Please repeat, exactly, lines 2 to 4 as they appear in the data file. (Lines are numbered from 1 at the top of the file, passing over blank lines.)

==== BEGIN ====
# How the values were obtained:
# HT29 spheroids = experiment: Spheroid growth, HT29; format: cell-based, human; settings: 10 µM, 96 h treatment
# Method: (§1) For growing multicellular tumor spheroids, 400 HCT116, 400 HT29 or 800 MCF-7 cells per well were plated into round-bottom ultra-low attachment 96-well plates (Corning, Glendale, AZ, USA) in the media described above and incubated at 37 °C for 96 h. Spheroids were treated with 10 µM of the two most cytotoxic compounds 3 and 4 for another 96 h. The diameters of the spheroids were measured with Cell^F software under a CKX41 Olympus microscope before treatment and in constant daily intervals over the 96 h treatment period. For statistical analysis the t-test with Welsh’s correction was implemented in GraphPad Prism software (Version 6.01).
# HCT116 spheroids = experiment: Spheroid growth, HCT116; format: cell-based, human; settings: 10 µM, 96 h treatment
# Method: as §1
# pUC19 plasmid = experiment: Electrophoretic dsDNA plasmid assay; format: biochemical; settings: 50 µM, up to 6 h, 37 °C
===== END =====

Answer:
# HT29 spheroids = experiment: Spheroid growth, HT29; format: cell-based, human; settings: 10 µM, 96 h treatment
# Method: (§1) For growing multicellular tumor spheroids, 400 HCT116, 400 HT29 or 800 MCF-7 cells per well were plated into round-bottom ultra-low attachment 96-well plates (Corning, Glendale, AZ, USA) in the media described above and incubated at 37 °C for 96 h. Spheroids were treated with 10 µM of the two most cytotoxic compounds 3 and 4 for another 96 h. The diameters of the spheroids were measured with Cell^F software under a CKX41 Olympus microscope before treatment and in constant daily intervals over the 96 h treatment period. For statistical analysis the t-test with Welsh’s correction was implemented in GraphPad Prism software (Version 6.01).
# HCT116 spheroids = experiment: Spheroid growth, HCT116; format: cell-based, human; settings: 10 µM, 96 h treatment